Spie Press Book • on saleLighter Side of Adaptive Optics
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Adaptive optics has been under development for well over 40 years. It is an indisputable necessity for all major ground-based astronomical telescopes and is the foundation for laser and wavefront sensor design. Lighter Side of Adaptive Optics is a nontechnical explanation of optics, the atmosphere, and the technology for "untwinkling" the stars. While interweaving a fictional romantic relationship as an analogy to adaptive optics, and inserting satire, humor, and philosophical rants, Tyson makes a difficult scientific topic understandable. The "why" and "how" of adaptive optics has never been more enjoyable.
"Robert Tyson's numerous puns and anecdotes form a continuous stream of silliness that made me laugh and wonder what was coming next....The technical discussions on adaptive optics are not too deep, but they are really perfect for this type of book. In a very entertaining way, he describes the fundamentals of the technology. For people who are not too technical, it is very understandable, and for people with a background in the science, it's still a fun read."
--Josh Cobb, Optical systems designer and coauthor of Light Action! Amazing Experiments with Optics
"This book is fun, it is memorable and it represents superb teaching; of course the aspiring professional will need one of Tyson's many other books with their 1000 or so up-to-date references but Lighter Side awakens the interest and will be part of my library as well as that of my high school. Everything is there in a condensed and accurate form and the power of this technology is evident; it is well indexed and the references are sufficient and up-to-date."
--R. S. Shorter, "Lighter Side of Adaptive Optics, by Robert K. Tyson," Contemporary Physics, 52:4, 370, 2011 [doi: 10.1080/00107514.2011.558924].
Table of Contents
- 1 Love Is in the Air
- What is adaptive optics?
- Summary of the first chapter
- 2 The Atmosphere Has Gas
- The speed of light through stuff
- The wedding day
- Untwinkling the stars
- Seemingly random thoughts about statistics
- Big blobs and little blobs
- Summary of the second chapter
- 3 Adaptive Optics Systems and Some Cool Things About Light Beams
- How a relationship is like adaptive optics
- It doesnt phase me anymore
- Summary of the third chapter
- 4 Clever Wavefront Sensors
- Shearing interferometer
- Shack-Hartmann wavefront sensor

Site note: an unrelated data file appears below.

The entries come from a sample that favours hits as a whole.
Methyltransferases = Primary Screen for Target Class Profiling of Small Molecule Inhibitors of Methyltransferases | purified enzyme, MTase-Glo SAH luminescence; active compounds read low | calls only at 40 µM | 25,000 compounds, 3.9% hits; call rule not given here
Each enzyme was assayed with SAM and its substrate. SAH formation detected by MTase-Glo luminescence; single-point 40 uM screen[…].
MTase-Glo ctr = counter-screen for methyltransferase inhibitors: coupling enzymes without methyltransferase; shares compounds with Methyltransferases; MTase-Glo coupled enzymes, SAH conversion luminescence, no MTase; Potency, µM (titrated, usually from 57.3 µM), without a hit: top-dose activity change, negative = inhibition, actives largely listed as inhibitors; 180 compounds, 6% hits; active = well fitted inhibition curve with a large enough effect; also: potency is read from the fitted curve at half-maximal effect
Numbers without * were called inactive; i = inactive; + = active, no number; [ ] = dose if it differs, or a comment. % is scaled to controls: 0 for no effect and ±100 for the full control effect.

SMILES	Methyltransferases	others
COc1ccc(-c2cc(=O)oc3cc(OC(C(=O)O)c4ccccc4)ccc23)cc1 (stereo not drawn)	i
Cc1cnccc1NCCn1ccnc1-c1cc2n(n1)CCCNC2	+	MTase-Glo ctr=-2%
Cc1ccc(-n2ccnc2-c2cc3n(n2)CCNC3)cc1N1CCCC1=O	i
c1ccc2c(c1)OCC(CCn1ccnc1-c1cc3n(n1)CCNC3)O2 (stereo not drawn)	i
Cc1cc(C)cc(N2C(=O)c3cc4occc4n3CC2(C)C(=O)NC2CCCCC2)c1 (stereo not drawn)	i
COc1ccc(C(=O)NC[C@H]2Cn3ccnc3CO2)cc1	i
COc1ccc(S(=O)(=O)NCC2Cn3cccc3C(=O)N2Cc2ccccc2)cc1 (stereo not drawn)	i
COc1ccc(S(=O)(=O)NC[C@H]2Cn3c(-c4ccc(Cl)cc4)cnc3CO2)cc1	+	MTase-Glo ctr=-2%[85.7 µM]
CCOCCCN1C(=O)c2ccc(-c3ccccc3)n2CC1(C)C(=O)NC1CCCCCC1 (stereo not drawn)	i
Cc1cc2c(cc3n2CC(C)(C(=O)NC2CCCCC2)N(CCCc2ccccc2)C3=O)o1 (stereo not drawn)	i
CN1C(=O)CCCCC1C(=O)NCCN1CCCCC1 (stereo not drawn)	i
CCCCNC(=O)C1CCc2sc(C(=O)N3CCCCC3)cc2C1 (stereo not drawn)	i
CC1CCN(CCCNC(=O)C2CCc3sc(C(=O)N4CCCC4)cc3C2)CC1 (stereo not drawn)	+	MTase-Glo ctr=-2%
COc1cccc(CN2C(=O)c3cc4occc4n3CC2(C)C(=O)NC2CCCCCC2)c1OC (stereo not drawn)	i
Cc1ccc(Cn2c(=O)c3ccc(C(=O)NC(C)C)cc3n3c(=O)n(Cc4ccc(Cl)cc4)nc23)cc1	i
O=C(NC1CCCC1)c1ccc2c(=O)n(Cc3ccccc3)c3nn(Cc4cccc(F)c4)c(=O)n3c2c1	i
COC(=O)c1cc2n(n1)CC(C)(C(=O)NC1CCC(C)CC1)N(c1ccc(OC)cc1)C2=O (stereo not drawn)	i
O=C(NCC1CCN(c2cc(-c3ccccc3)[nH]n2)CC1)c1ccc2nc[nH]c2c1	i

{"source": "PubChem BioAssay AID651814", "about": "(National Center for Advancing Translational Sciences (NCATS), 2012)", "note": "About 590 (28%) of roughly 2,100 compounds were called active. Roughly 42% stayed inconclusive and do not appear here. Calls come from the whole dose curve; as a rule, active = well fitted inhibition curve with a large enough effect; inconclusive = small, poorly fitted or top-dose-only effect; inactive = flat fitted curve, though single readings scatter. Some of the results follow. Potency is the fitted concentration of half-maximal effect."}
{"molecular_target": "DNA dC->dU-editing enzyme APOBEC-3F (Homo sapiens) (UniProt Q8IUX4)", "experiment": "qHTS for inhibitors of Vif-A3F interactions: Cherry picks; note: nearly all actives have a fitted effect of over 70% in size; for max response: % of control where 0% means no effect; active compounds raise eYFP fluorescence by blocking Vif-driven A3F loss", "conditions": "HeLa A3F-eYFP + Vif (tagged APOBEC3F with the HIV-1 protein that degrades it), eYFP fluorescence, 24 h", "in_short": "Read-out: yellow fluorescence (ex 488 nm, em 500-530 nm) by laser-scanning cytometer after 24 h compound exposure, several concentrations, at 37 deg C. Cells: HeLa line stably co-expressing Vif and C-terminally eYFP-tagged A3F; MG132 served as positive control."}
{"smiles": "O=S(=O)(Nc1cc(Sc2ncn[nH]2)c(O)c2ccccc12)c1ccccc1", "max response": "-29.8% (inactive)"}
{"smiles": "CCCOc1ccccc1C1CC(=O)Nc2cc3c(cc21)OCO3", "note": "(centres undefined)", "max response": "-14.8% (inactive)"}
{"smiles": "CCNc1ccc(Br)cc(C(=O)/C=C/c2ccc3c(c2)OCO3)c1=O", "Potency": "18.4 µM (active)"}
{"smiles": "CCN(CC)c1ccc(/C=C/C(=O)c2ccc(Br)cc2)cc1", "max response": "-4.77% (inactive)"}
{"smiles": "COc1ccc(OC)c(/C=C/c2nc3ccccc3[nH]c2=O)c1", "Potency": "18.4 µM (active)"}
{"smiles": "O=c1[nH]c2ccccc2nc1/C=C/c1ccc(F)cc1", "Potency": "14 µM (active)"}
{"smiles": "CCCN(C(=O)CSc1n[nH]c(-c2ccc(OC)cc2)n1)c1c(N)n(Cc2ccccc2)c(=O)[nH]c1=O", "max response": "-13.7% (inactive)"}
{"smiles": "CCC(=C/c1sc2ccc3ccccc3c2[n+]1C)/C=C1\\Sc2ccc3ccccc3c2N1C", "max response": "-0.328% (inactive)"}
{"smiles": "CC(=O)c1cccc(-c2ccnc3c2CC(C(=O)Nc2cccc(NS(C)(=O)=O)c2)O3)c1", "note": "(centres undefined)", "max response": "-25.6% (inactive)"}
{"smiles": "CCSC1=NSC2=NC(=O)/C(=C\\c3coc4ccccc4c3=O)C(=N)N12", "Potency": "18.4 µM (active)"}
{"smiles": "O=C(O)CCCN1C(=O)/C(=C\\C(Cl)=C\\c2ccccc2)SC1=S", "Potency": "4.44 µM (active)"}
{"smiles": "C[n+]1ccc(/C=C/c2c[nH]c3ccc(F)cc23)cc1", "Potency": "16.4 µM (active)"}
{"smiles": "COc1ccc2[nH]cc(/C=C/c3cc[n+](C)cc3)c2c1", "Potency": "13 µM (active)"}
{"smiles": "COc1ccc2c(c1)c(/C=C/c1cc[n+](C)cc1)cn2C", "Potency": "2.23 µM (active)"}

- Curvature sensor
- Pyramid sensor
- Summary of the fourth chapter
- 5 Laser Guide Stars, the Beacons in the Night
- Scattering is the problem
- Send in the cavalry!
- Scattering is the solution
- Thank you, sodium
- The strange case of atmospheric tilt and laser guide stars
- Summary of the fifth chapter
- 6 Mirrors that Get Bent Out of Shape
- Segmented mirrors
- Continuous-faceplate deformable mirrors
- Bimorph mirrors
- Micro-electrical-mechanical systems
- Summary of the sixth chapter
- 7 Computers That Shouldnt Crash
- A daunting problem
- Marriage counseling may work
- Summary of the seventh chapter
- 8 Other Ways To Do It
- Image sharpening
- Phase diversity
- Multidither and other hill-climbing doodads
- Summary of the eighth chapter
- 9 Putting the System Together
- Professor Smythe builds a system
- Barbara, Kenneth, and bananas
- The f-number dilemma
- The irreducible problem of multiconjugate adaptive optics
- The alphabet soup of adaptive optics acronyms
- Summary of the ninth chapter
- 10 Getting the Blasted Thing to Work Right or Even Work at All
- Its not over until its over
- Summary of the tenth chapter
- 11 Fun with Shining Lasers into Your Eyes
- Summary of chapter the eleventh
- 12 A Happy Ending
- Backword: The Leslie B. Smythe Story
- Bibliography (Some other books about adaptive optics that arent nearly as funny as this one)
A few months ago I received an email from Tim Lamkins whose official title at the time was Content Acquisition and Development Specialist, Publications for SPIE. SPIE used to be called SPIEThe International Society for Optical Engineering, but now it is called SPIE.
Tim was inquiring whether I would like to write another book on adaptive optics. My immediate reply was No!
Tim was persistent, especially with the job title Content Acquisition and Development Specialist. I told him that there were plenty of good books on adaptive optics already, some of which I wrote myself, and some of which were written by others who copied all my best ideas, but wrote them under their own names. I told Tim that there wasnt much need for another book yet. Maybe in a few years, I said.
Tim was not taking No! for an answer. He explained that the book was to be for a wider audience than the one-billionth of one percent of the population of the world who normally would buy an optics book. His vision for this book was for the masses. No math was to be involved.
I was still reluctant. I know Tim was just getting ready to offer a large advance for the book, much like Stephen King would get I presume, but he didnt need to cut the check he told me that it could be humorous.
His argument was persuasive. I could write a funny book about adaptive optics! So, here it is. If you dont find it greatly informative, technically perfect, and somewhat amusing, tell Tim.
Charlotte, North Carolina, USA